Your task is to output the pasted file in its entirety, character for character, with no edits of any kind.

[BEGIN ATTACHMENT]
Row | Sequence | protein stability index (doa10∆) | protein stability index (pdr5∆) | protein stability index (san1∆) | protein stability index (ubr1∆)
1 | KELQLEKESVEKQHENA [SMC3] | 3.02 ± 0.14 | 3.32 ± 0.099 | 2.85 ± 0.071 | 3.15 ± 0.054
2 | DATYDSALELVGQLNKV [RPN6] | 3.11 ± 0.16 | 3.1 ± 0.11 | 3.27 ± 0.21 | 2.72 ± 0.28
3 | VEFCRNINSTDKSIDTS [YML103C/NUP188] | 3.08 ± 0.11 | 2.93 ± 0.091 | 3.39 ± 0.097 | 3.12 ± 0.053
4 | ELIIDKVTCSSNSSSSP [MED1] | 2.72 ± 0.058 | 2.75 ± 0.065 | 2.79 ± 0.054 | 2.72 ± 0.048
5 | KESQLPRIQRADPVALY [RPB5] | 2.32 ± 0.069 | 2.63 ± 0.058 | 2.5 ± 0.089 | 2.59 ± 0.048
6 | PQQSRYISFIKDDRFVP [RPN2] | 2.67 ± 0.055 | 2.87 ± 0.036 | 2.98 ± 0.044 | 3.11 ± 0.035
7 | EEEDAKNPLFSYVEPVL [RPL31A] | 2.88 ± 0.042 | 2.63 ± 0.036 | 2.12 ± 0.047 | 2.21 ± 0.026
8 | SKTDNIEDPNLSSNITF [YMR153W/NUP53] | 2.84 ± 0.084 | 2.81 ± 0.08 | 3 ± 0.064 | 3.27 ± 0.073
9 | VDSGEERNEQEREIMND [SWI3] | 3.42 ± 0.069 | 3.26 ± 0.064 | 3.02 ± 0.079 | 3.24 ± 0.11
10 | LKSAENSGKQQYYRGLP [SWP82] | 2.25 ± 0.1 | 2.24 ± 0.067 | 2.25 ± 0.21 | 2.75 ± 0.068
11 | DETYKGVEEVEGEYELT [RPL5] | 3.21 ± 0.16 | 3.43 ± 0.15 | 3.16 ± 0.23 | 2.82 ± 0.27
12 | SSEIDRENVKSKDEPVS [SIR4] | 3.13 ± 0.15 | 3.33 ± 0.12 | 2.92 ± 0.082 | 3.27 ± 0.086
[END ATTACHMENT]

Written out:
Row | Sequence | protein stability index (doa10∆) | protein stability index (pdr5∆) | protein stability index (san1∆) | protein stability index (ubr1∆)
1 | KELQLEKESVEKQHENA [SMC3] | 3.02 ± 0.14 | 3.32 ± 0.099 | 2.85 ± 0.071 | 3.15 ± 0.054
2 | DATYDSALELVGQLNKV [RPN6] | 3.11 ± 0.16 | 3.1 ± 0.11 | 3.27 ± 0.21 | 2.72 ± 0.28
3 | VEFCRNINSTDKSIDTS [YML103C/NUP188] | 3.08 ± 0.11 | 2.93 ± 0.091 | 3.39 ± 0.097 | 3.12 ± 0.053
4 | ELIIDKVTCSSNSSSSP [MED1] | 2.72 ± 0.058 | 2.75 ± 0.065 | 2.79 ± 0.054 | 2.72 ± 0.048
5 | KESQLPRIQRADPVALY [RPB5] | 2.32 ± 0.069 | 2.63 ± 0.058 | 2.5 ± 0.089 | 2.59 ± 0.048
6 | PQQSRYISFIKDDRFVP [RPN2] | 2.67 ± 0.055 | 2.87 ± 0.036 | 2.98 ± 0.044 | 3.11 ± 0.035
7 | EEEDAKNPLFSYVEPVL [RPL31A] | 2.88 ± 0.042 | 2.63 ± 0.036 | 2.12 ± 0.047 | 2.21 ± 0.026
8 | SKTDNIEDPNLSSNITF [YMR153W/NUP53] | 2.84 ± 0.084 | 2.81 ± 0.08 | 3 ± 0.064 | 3.27 ± 0.073
9 | VDSGEERNEQEREIMND [SWI3] | 3.42 ± 0.069 | 3.26 ± 0.064 | 3.02 ± 0.079 | 3.24 ± 0.11
10 | LKSAENSGKQQYYRGLP [SWP82] | 2.25 ± 0.1 | 2.24 ± 0.067 | 2.25 ± 0.21 | 2.75 ± 0.068
11 | DETYKGVEEVEGEYELT [RPL5] | 3.21 ± 0.16 | 3.43 ± 0.15 | 3.16 ± 0.23 | 2.82 ± 0.27
12 | SSEIDRENVKSKDEPVS [SIR4] | 3.13 ± 0.15 | 3.33 ± 0.12 | 2.92 ± 0.082 | 3.27 ± 0.086